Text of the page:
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The monument to the condottiere Giovanni Acuto (John Hokudo)

Paolo Uccello • Malerei, 1436, 514×820 cm
Über das Kunstwerk
Kunstgattung: Malerei
Motiv und Objekte: Porträt
Technik: Fresko
Erstellungsdatum: 1436
Größe: 514×820 cm
Das Kunstwerk befindet sich in den ausgewählten Sammlungen: 6 selections

Bildbeschreibung «The monument to the condottiere Giovanni Acuto (John Hokudo)»

In Florence there is no more Grand building than Duomo – Cathedral of Santa Maria del Fiore. It was designed to accommodate all of the then population of 90 thousand people, and over his trim worked best masters of the Quattrocento. There are two works by Paolo Uccello – clock with heads of prophets on the facade and a huge fresco "Monument to the condottiere Giovanni Acuto (John Hokudo)".

"Monument" sets the viewer (unless, of course, he is not a professional art critic or a historian) the number of regular issues. First, who is a soldier of fortune? Secondly, why does he have two names and how his name was actually Akuto or Harwood? Thirdly, why the amount of the frescoes is so impressively huge (5m 14cm wide and 8 20cm tall) and what is that supposed to mean? And, most importantly, fourth, why the mural depicts himself riding a condottiere, and his sculpture?

The condottieri in medieval Italy called those in the modern world as combatants or simply mercenaries. At the turn of XIV-XV centuries in Italy, there was 5 of sovereign States: the Venetian and the Florentine Republic, the Duchy of Milan, Kingdom of Naples and the Papal state. To resolve the inevitable military conflicts that continually erupted between these entities, and hired foreign horse guards. They were led by professionals who fought for money. Payment of the mercenaries was called a condotta, and they are, respectively, the condottieri.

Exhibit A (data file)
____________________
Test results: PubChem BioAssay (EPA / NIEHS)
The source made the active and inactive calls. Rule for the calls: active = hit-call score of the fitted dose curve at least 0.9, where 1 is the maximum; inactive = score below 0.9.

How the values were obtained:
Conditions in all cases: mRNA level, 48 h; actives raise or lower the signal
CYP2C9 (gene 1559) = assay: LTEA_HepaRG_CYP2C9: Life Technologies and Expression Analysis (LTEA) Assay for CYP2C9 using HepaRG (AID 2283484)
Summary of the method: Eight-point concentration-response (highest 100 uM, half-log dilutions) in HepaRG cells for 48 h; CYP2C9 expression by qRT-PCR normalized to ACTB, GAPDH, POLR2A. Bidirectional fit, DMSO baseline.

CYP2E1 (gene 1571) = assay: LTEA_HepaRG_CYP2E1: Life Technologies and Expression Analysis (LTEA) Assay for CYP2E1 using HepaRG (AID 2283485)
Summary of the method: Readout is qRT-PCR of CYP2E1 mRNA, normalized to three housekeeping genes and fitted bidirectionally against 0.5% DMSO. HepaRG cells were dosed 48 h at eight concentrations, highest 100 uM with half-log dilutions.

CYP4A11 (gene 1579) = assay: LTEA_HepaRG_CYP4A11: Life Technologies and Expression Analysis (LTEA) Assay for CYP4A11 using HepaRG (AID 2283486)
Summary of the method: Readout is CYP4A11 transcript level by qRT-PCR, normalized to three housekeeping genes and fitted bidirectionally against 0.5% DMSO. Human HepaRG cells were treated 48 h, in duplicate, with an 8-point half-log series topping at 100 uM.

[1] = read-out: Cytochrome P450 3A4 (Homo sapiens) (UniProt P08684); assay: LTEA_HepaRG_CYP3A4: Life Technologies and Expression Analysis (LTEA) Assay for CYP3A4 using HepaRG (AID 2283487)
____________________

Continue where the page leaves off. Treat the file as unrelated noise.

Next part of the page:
One of these mercenary captains and was the Englishman John Harwood, which the Italians, in agreement with his melodious phonetics, altered it to "Giovanni Acuto". Him Florence for many years owed their independence. Harwood, led the army of Florence in the two-year war with the Papal state, and Fiorentina emerged victorious. Diplomatic and military talents of Hakuda defended Florence from the encroachments of the Duchy of Milan.

Harwood, died in 1394, but even during his lifetime by the grateful Florentines asked to put the condottiere monument in the center of Santa Maria del Fiore. Citing financial difficulties, the city authorities have not given money to the monument, limiting the mural. Soon it was destroyed. 40 years later, history repeated itself. Monument Jakwob again turned out to be too expensive an investment, and the government of Florence commissioned Paolo Uccello to paint a mural.

Most of the Florentines considered such stinginess offensive. Then Uccello was visited by a bright idea: a giant mural (its impressive scale is proportional to the role of Hakuda to the sovereignty of Florence), he will write not just a condottiere of Hakuda, but never created an equestrian monument to him. On the one hand, it will be a projection of the wishes of all Patriotic residents of the city, and on the other a witty rebuke short-sighted and avaricious Florentine authorities.

By means of painting, Uccello managed to achieve a credible illusion of the water. For this he chose the miser colors, close to the natural color of the stone sculptures and the technique, which is called chiaroscuro (from the Italian chiaroscuro – chiaroscuro).

Author: Anna Yesterday